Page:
Posted in | Nanomaterials | Graphene

New Hybrid Material Could Lead to the Development of Next-Generation Composite Materials and Nano-Devices

At the University of Sheffield, physicists have discovered that placing a pair of atomically thin graphene-like materials on top of one another changes their properties and yields a material that has unique hybrid properties. This latest discovery paves the way for designing next-generation nano-devices as well as materials.

This phenomenon occurs without manually combining the two atomic layers or using a chemical reaction, but takes place by connecting the layers to one another through a feeble so-called van der Waals interaction – akin to the way a sticky tape fixes to a flat surface.

In the breakthrough study reported in Nature, researchers have also discovered that the characteristics of the novel hybrid material can be accurately regulated by twisting the two atomic layers stacked together, paving the way for using this exceptional degree of freedom for the nano-scale control of nano-devices and composite materials in upcoming technologies.

The concept of stacking layers of various materials to create the so-called heterostructures dates back to the 1960s—the period when semiconductor gallium arsenide was studied for developing tiny lasers, which are extensively being used today.

Heterostructures are very common today and are employed quite widely in the semiconductor sector as a tool for designing and controlling optical and electronic properties in devices.

Of late, in the period of atomically thin two-dimensional (2D) crystals, for example, graphene, novel types of heterostructures have evolved, in which relatively weak van der Waals forces hold together atomically thin layers.

The novel structures dubbed “van der Waals heterostructures” present immense possibilities for producing a variety of innovative devices and “meta”-materials by arranging together any number of atomically thin layers. Many combinations become feasible that are otherwise cannot be accessed in conventional three-dimensional (3D) materials, possibly providing access to novel unexplored functionality of optoelectronic devices or exotic properties of materials.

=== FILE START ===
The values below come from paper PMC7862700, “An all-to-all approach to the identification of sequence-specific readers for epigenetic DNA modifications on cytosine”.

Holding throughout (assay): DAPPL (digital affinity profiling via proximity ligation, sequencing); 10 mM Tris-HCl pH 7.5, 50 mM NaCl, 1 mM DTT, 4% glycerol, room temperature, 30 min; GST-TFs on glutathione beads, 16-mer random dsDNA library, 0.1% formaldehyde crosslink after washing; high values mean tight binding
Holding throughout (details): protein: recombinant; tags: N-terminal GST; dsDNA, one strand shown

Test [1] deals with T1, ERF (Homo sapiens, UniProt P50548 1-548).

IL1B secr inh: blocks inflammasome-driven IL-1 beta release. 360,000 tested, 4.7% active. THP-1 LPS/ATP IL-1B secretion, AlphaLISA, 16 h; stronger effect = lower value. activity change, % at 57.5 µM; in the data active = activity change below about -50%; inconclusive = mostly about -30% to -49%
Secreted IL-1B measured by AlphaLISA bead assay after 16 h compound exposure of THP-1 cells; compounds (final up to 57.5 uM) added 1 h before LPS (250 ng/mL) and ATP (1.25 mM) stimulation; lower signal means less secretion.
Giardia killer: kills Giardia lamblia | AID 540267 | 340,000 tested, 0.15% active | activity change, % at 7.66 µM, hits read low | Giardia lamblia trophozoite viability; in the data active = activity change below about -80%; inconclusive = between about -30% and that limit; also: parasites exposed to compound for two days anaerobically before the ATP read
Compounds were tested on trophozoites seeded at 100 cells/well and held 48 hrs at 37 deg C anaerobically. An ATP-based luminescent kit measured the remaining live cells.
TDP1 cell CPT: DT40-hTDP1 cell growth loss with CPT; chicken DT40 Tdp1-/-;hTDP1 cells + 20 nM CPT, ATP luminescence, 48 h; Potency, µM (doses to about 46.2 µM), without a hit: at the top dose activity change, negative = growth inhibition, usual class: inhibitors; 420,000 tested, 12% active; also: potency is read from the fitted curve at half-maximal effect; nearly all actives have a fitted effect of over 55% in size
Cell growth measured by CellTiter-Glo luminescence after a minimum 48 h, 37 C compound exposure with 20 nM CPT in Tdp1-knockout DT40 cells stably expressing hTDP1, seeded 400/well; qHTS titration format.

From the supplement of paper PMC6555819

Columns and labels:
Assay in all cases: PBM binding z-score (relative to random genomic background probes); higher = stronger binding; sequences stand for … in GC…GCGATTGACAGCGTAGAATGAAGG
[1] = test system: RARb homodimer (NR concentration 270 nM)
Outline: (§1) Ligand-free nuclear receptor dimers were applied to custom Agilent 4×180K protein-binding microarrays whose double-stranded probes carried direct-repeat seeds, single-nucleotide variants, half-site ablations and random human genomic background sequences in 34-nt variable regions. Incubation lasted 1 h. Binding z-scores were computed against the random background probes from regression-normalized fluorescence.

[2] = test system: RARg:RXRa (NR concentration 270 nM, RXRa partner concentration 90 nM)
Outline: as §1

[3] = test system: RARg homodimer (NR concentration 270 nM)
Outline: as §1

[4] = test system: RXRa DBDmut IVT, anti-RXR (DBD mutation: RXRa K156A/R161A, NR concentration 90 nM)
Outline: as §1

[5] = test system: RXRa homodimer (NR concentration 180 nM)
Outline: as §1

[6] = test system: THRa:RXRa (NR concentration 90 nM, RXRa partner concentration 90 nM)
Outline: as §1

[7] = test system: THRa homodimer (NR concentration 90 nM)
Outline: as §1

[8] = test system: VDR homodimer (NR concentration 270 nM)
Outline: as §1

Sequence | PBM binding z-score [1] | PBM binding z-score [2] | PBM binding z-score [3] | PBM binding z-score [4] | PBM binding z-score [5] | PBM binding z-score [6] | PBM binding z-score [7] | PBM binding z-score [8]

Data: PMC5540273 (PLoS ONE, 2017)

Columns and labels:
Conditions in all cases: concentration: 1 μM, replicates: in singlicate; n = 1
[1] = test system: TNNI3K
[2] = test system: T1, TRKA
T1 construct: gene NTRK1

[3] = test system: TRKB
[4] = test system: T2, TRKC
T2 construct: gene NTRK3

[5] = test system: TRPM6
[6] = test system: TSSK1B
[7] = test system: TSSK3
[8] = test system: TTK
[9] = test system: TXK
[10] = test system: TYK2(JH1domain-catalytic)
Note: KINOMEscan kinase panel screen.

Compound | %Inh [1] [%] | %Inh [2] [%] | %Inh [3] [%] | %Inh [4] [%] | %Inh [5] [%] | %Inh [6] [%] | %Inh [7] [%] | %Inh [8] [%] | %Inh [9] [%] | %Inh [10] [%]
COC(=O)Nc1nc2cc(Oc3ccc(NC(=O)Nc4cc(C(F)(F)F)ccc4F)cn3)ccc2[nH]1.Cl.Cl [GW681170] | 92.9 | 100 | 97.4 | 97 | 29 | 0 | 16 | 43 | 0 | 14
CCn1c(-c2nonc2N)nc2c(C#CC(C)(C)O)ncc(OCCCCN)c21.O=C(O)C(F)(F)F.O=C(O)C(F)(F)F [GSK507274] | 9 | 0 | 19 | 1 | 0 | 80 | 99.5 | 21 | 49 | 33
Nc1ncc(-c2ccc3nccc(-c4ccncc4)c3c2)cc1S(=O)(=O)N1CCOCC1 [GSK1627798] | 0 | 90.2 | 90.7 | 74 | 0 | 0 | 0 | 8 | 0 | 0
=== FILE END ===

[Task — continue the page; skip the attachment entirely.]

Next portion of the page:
In the analysis, van der Waals heterostructures created from the so-called transition metal dichalcogenides (TMDs)—a broad class of layered materials)—were used by the researchers. These materials, in their 3D bulk form, are slightly analogous to graphite—which is utilized in pencil leads—and graphene from this material was obtained as a single 2D atomic carbon layer.

The team discovered that when a pair of atomically thin semiconducting TMDs is integrated into a single structure, their properties are hybridized.

The materials influence each other and change each other's properties, and have to be considered as a whole new 'meta'-material with unique properties - so one plus one doesn't make two. We also find that the degree of such hybridisation is strongly dependent on the twist between the individual atomic lattices of each layer. We find that when twisting the layers, the new supra-atomic periodicity arises in the heterostructure—called a moiré superlattice. The moiré superlattice, with the period dependent on the twist angle governs how the properties of the two semiconductors hybridise.

Alexander Tartakovskii, Professor, Department of Physics and Astronomy, University of Sheffield.

In other researches, analogous effects have been discovered and examined largely in graphene, which is the “founding” member of the 2D class of materials. The new study demonstrates that other materials, especially semiconductors like TMDs, exhibit powerful hybridization, which can also be regulated by the twist angle.

According to investigators, the study demonstrates considerable possibilities for the development of novel types of devices and materials.

The more complex picture of interaction between atomically thin materials within van der Waals heterostructures emerges. This is exciting, as it gives the opportunity to access an even broader range of material properties such as unusual and twist-tunable electrical conductivity and optical response, magnetism etc. This could and will be employed as new degrees of freedom when designing new 2D-based devices.

Alexander Tartakovskii, Professor, Department of Physics and Astronomy, University of Sheffield.

On their part, scientists would like to do more research to investigate more material combinations to find out the exact capabilities of the latest technique.

The study was performed in close association with the University of Manchester, National Institute for Materials Science (Japan), Ulsan National Institute of Science and Technology (Republic of Korea), and the University of Oxford.

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